ORCID Identifier(s)

ORCID 0000-0002-5037-564X

Graduation Semester and Year

Spring 2024

Document Type


Degree Name

Doctor of Philosophy in Civil Engineering


Civil Engineering

First Advisor

Dr. Melanie L Sattler

Second Advisor

Dr. Kate Hyun

Third Advisor

Dr. Victoria Chen

Fourth Advisor

Dr. Arpita Bhatt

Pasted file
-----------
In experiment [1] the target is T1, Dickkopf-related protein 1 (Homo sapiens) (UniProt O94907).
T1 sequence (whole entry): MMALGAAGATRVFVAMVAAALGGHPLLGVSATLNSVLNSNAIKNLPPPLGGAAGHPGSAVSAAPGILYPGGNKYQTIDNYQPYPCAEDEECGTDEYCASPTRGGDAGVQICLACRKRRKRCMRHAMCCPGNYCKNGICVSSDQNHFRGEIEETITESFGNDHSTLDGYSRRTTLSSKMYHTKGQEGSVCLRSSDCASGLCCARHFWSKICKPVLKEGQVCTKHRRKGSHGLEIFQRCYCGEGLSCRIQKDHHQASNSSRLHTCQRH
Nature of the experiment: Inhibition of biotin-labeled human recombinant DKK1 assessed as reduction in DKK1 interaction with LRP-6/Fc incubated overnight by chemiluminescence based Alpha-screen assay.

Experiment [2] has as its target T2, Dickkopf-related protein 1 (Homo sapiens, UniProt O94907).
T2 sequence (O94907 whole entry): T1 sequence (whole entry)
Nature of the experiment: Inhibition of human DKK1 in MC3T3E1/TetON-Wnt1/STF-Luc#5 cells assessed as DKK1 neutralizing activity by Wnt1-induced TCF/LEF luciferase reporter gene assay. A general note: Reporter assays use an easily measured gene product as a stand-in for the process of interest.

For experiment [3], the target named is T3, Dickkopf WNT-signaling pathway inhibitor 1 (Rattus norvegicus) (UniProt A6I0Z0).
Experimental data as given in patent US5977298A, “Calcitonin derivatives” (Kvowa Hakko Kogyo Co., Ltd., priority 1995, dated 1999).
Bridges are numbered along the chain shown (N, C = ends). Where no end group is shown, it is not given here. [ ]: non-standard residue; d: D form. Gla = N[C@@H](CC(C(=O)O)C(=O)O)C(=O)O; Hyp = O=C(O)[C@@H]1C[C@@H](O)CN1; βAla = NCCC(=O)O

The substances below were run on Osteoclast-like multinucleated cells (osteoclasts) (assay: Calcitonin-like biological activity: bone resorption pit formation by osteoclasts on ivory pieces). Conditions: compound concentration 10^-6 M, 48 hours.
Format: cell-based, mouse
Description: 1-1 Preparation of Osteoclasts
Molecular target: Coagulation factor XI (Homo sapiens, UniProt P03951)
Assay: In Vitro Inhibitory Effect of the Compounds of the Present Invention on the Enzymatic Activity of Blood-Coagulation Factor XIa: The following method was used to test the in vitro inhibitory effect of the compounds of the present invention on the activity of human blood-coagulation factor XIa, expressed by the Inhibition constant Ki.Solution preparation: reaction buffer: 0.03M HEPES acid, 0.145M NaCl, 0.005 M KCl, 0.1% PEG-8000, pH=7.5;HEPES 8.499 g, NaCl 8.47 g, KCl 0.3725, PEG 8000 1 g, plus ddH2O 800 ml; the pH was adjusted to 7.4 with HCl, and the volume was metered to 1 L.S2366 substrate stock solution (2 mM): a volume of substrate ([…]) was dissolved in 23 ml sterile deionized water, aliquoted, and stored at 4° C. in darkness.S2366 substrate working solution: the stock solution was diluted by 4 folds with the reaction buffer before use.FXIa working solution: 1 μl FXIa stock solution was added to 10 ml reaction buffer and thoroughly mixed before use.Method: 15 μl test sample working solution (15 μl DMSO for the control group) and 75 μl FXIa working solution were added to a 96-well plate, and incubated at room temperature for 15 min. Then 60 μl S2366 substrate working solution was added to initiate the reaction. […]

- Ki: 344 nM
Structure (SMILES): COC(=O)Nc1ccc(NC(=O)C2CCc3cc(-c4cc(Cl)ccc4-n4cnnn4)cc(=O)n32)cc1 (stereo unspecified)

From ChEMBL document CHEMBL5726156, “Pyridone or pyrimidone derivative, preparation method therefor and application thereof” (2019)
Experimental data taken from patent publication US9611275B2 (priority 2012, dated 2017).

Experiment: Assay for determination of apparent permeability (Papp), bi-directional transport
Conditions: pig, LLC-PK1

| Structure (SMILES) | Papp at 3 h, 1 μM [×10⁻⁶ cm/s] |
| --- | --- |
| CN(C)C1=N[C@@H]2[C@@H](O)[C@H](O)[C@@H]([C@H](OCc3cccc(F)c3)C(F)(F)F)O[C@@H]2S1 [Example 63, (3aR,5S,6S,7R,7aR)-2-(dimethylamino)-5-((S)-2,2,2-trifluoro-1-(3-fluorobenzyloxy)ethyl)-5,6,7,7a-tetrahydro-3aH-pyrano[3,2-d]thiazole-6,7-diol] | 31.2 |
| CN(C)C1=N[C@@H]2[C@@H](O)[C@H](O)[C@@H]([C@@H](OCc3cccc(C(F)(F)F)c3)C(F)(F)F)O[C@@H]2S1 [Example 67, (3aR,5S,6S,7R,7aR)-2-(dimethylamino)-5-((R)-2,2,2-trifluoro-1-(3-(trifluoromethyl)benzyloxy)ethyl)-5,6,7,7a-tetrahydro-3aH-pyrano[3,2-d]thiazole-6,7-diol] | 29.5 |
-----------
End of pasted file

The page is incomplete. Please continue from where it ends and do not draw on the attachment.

Telecommuting, increasingly prevalent in today's workforce, has gained significant momentum amid the pandemic-induced shift towards remote work. It altered the travel behavior of workers and their travel patterns. This evolution prompts a reevaluation of worker travel behavior, necessitating adjustments in travel demand modeling to optimize transportation planning and service provision. Using the commuter’s data from a typical pre-pandemic workday to model the travel demand of weeks or years in the future is outdated. In designing transportation systems for the future, Metropolitan Planning Organizations (MPOs) will thus need to account for change in work trips due to telecommuting, and how this impacts mobility, air quality, and public health. A significant need exists for a post-pandemic model for MPOs to forecast telecommuting so that it can be incorporated into Travel Demand Models (TDM) to forecast future congestion and need for additional transportation facilities.